Farm bodies call for swift opening of agri scheme

ICMSA president John Comer
ICMSA president John Comer

Declan O'Brien and Aideen Sheehan

FARM organisations have called for the speedy opening up of the new agri-environment or GLAS scheme.

Agriculture Minister Simon Coveney last week announced details of the new Rural Development Plan (RDP) which will provide €4bn for farming over the next seven years, averaging €570m a year between now and 2020.

The biggest swathe of funding – some €1.45bn over seven years – will go to a new Agri-Environment Scheme (GLAS) which will provide up to €5,000 a year for the estimated 50,000 farmers expected to commit to the agri-environment package.

Top-up payments worth €2,000 a year will be available to farmers who take on challenging environmental actions.

The Government's budgetary constraints will restrict the numbers participating in GLAS next year to between 25,000 and 30,000, but this will increase in subsequent years to the full quota of eligible farmers, said Minister Coveney.

The IFA has insisted that a January 1 starting date must be available for farmers entering the programme. The association claimed that there were no reasons why the programme could not be up and running by that date.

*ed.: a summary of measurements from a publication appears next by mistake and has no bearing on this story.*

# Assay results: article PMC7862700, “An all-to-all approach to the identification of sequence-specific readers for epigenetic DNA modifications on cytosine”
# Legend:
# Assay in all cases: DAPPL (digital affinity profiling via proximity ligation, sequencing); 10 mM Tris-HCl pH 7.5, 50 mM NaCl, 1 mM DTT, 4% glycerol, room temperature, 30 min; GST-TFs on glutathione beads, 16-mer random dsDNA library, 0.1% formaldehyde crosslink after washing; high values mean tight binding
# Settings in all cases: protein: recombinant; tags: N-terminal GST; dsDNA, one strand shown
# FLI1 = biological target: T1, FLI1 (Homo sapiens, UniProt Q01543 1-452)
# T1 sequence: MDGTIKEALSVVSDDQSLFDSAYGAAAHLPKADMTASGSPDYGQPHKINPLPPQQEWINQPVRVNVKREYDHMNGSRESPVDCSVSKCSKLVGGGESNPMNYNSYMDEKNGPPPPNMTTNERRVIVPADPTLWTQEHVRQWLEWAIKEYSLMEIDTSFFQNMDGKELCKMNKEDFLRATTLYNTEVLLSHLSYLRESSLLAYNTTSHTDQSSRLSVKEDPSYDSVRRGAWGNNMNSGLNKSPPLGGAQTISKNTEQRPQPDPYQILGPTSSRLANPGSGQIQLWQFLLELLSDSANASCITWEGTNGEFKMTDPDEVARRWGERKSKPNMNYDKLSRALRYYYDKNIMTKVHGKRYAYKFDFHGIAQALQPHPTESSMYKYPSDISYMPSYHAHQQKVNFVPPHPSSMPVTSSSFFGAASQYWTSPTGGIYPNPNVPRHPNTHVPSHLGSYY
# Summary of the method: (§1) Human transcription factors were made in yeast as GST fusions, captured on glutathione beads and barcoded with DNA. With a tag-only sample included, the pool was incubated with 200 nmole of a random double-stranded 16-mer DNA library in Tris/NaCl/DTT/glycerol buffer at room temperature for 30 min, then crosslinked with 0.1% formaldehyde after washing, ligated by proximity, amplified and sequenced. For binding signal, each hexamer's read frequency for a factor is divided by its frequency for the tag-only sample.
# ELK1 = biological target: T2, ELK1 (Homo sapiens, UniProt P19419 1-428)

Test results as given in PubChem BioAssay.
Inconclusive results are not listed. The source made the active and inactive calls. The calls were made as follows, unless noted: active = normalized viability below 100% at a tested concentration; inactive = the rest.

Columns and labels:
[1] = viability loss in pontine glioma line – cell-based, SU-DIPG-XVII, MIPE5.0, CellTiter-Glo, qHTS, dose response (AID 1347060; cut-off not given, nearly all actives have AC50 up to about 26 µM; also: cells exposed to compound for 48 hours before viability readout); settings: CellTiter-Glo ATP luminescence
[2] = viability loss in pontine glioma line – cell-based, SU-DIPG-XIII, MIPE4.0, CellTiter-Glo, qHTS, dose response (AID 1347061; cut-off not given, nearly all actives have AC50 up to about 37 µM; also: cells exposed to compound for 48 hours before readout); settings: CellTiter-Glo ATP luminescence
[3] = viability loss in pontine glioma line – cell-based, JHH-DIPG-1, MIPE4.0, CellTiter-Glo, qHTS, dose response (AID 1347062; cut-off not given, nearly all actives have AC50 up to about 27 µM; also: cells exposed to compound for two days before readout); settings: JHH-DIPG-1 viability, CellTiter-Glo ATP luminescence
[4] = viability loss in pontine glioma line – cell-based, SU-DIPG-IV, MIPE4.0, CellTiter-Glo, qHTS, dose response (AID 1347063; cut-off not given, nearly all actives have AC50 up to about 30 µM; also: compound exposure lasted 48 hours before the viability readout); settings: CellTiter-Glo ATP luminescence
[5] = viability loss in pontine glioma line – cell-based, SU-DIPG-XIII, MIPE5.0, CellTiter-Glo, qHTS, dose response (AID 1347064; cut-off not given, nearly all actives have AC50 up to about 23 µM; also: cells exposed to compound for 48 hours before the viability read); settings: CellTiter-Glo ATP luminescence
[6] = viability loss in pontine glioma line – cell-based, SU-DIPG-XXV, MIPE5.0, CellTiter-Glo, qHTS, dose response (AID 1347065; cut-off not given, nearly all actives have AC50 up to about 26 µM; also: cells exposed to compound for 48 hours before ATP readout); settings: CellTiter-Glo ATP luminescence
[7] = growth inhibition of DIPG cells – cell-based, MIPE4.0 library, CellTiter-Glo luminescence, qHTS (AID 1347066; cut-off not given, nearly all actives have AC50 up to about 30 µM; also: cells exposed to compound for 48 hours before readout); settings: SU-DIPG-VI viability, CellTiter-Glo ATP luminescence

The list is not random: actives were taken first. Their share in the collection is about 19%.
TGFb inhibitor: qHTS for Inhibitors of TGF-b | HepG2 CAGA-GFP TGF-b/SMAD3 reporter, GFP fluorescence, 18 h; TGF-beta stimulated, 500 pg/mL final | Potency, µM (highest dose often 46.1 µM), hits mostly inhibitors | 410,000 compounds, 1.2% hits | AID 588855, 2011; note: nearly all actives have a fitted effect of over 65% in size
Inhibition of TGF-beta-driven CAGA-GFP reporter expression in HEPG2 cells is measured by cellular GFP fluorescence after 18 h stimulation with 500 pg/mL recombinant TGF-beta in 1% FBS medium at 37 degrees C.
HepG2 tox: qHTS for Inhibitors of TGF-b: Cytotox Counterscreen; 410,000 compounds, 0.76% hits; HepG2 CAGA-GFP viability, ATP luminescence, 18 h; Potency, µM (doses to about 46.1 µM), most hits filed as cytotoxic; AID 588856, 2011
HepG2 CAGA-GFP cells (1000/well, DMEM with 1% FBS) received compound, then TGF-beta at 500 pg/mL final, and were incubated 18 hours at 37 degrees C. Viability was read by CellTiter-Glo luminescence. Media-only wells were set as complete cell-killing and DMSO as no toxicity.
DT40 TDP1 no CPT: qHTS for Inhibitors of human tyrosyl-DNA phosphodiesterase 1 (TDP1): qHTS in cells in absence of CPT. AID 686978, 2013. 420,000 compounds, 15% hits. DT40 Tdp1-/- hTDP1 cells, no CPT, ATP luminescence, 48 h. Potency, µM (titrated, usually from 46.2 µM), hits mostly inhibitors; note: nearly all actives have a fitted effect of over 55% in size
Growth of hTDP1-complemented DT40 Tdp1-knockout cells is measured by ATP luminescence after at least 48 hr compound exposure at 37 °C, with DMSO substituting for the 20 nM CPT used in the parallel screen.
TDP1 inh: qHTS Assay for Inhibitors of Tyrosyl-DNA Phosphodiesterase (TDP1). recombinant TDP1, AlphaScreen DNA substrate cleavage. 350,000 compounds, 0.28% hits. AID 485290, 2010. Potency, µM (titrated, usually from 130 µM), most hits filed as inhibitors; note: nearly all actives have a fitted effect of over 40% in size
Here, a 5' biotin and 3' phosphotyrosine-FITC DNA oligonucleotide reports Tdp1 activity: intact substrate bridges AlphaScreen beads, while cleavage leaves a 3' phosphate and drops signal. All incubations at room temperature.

The ICMSA called on Minister Coveney to open up the application process for the schemes this year.

ICMSA president John Comer said it was critical that the detail of the various schemes was known to farmers, many of whom were making "massive financial investments" in preparation for the post-quota era.

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However, Fianna Fáil agriculture spokesman Éamon Ó Cuív claimed the GLAS scheme payments were unlikely to be available in 2015 and could run into 2016.

Deputy Ó Cuív also accused Minister Coveney of effectively locking farmers who have any commonage on their land out of the new GLAS scheme.

"All other farmers in commonage will have to get agreement of at least 50pc of the commonage shareholders to be even considered for GLAS. Taking into account that some commonages have many hundreds of shareholders, some of whom would be elderly, it will be virtually impossible for the proactive farmers in these areas to get into the scheme," claimed Deputy Ó Cuív.

Meanwhile, other draft spending proposals under the RDP include:

n€295m for a DNA database of Irish suckler cattle to improve breeding standards;

n€195m for eligible farmers from the Areas of Natural Constraint Programme which replaces the current Disadvantaged Areas Scheme;

n€44m for organic farming.

The draft RDP proposals are being put out for public consultation before they are submitted to the EU for final approval.

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